Althusser and the Ideology of Buddhism

Matthew over at Post-Traditional Buddhism is running a great series on Non-Buddhism, and Buddhism as ideology.

https://posttraditionalbuddhism.com/2016/12/07/warming-up-with-non-buddhism/

[To Matthew ] I’m interested in following up on your invitation to explore Buddhism as an ideology. About the best explanation of ideology I have read is Althusser’s “Ideology and Ideological State Apparatuses” (1970, 56 pages). (I tried to reduce jargon but stay close to the text.) In his essay, Althusser makes several claims about ideology:

  1. For Marxists, “ideology is conceived as pure illusion, a pure dream, i.e. as nothingness.”
  2. Althusser’s claim is that ideology has a specific function: “Ideology represents the imaginary relationship of individuals to their real conditions of existence.” The key word is imaginary, e.g. hoped for, symbolic, ideal. What is presented in ideology is an imaginary representation of the world and an idealized relationship to it.
  3. Ideology has material existence in the actions of the participant, or subject, habituated as practice  . . these practices are governed by the rituals in which these practices are inscribed, within the material existence of an ideological [state] apparatus.
  4. Ideology is constructed by the category of the subject and for subjects. Ideology has the function of ‘constituting ‘ concrete individuals as subjects.
  5. The subject is constituted through the mirroring the subject, by which he recognizes himself as the Subject.
  6. Religious ideology is indeed addressed to individuals, in order to ‘transform them into subjects’.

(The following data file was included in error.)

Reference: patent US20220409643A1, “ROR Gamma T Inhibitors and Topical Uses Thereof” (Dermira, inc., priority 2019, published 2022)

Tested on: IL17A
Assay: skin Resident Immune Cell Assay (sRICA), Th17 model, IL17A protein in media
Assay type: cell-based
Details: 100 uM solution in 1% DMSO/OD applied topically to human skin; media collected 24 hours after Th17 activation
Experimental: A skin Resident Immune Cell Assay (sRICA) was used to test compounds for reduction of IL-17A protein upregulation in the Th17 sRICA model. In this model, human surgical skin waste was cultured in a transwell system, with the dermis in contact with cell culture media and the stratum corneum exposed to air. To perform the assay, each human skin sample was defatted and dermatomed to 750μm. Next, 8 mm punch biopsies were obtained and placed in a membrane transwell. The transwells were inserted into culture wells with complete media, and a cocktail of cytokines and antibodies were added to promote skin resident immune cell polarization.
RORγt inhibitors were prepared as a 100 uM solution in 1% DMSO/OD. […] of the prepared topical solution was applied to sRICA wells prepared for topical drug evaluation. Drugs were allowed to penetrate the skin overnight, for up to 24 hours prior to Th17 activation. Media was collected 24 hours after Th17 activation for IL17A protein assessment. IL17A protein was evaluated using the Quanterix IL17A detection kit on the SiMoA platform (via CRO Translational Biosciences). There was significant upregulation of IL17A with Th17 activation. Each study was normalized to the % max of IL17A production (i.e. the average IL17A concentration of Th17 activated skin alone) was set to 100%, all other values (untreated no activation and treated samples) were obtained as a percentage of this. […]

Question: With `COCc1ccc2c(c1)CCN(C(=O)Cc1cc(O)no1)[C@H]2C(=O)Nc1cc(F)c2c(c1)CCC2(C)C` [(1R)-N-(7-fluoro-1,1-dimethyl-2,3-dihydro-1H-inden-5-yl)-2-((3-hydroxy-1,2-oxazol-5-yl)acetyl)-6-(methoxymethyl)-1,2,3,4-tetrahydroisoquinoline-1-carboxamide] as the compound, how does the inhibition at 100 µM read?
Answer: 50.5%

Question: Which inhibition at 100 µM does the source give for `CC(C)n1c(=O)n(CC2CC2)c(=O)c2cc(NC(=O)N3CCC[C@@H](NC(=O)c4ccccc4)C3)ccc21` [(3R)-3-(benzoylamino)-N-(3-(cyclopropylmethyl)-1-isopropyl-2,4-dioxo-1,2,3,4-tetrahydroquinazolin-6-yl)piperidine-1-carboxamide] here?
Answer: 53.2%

7. A subject is both free to choose and also subjected to ideological authority. “In the ordinary use of the term, subject means: (1) a free subjectivity, a centre of initiatives, author of and responsible for its actions; (2) a subjected being, who submits to a higher authority, and is therefore stripped of all freedom except that of freely accepting his submission.”
  8. The reality in question in this mechanism, the reality which is necessarily ignored in the very forms of recognition (ideology = misrecognition/ignorance) is indeed, in the last resort, the reproduction of the relations of production.
  9. In sum, Althusser asserts that the function of ideology is to impose an imaginary representation over the subject’s experience of the real conditions of existence, in an imaginary relationship of the subject to a world as a symbolic ideal. This function requires the transformation of participant into “subject”, as subjected to the authority of the ideology. The result is that the real world, or relation to the real conditions of existence, are misrepresented and ignored.

So, how is Buddhism an ideology? When it imposes an imaginary (hoped for symbolic, ideal) relationship of its subjects to an imaginary version of the world, which obscures the real relations and conditions of existence.

Does contemporary Buddhism do this? By and large, yes, by offering a ‘Buddhist bubble’ that offers only idealized simulations of the real world; artificially constructed “direct experiences” of that idealized world; shallow, ritualized relationships between members of a sangha; ideological excuses (dharma) and practices (meditation) that justify ‘checking out’ from the real conditions of existence.

The chief mechanisms for ‘checking out’ are the doctrine of emptiness, which says that all phenomena are empty, therefore the (non-existent) individual is not subjected to any ideology; ideologies are mere concepts which have no real existence. The practitioner is thus ‘liberated’ from the trappings of ideology.